Fire: some answers

FOBIF has had an answer from DELWP to its February submission to the upcoming Fire Operations Plan. The Department’s letter, from Andrew Koren, regional manager of planned burning, essentially breaks down into the following points:

  1. How does the Department’s planning for public land fit with fire prevention works on private land?  ‘Over the next five years as DELWP partner with other fire managers and the community there will be a move to look at fire risk across both public and private lands…in 2016 DELWP and CFA will be working towards start identifying and integrating private land works in high risk areas.’
  2. How has the new Risk Landscape policy changed approaches to fire management?  ‘[DELWP] works will continue to be informed by the West Central Risk Landscapes strategic planning. More details can be found at ‘
  3. On FOBIF’s concern about destructive track works: ‘Where possible DELWP try to minimise the impacts of track works on vegetation, soils and other values.’
  4. On FOBIF’s concern about large area burns, specifically the Gough’s Range cluster: ‘we are willing to come and meet with you and your group…for a targeted and open discussion.’

We’ll take up the invitation to meet with DELWP over proposed large area burns. On the other questions, readers can make up their own minds as to whether much has changed in fire policy. It seems, however, that implementation of a ‘tenure blind’ policy of fuel management is a fair way off, and that the risk landscapes policy still needs a bit of explanation before it’s clear to the public.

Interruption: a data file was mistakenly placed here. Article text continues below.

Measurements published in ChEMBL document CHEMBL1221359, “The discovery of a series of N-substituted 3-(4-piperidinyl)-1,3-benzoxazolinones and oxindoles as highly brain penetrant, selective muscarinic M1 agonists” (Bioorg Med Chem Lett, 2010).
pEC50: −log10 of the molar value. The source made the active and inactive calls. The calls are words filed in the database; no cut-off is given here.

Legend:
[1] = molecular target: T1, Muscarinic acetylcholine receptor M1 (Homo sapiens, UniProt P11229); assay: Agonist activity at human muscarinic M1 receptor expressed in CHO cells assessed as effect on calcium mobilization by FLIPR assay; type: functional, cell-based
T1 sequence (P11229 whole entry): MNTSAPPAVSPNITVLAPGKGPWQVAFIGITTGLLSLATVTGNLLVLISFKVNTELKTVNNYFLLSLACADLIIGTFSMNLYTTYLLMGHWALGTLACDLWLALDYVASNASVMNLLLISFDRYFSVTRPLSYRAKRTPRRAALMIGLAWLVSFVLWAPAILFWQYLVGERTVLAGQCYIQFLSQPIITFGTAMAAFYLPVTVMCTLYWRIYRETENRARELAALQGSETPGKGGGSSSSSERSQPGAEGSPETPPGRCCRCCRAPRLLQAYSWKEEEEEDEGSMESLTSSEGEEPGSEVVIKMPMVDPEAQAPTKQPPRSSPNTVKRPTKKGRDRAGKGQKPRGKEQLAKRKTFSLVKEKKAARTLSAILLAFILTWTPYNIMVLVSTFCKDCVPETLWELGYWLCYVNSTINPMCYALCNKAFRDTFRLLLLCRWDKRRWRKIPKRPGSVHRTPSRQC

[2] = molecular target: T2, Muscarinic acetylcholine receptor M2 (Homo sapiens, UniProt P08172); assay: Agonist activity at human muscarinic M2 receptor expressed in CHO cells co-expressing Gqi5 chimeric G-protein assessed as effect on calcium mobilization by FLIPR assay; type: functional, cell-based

On this last subject, we’ve questioned DELWP about their plans to burn a small reserve in the Chewton Bushlands, surrounded by a large area of private bush. In reply, Ben Matthews, acting regional manager for the West Central Bushfire Risk Landscape project, has stated that ‘Although it may be better risk reduction on private land it could be a long time before we can actually implement any works in these areas.’

In other words, public bushland still bears the brunt of fuel reduction actions, even though a lot of the risk is on private land.

On the subject of destructive track works: we’ll continue to lobby DELWP on the meaning of the phrase ‘where possible.’ We believe that if the Department is really serious about the health of the land it’s responsible for, then it should reconsider the disastrously destructive practices it’s routinely perpetrated in the past.

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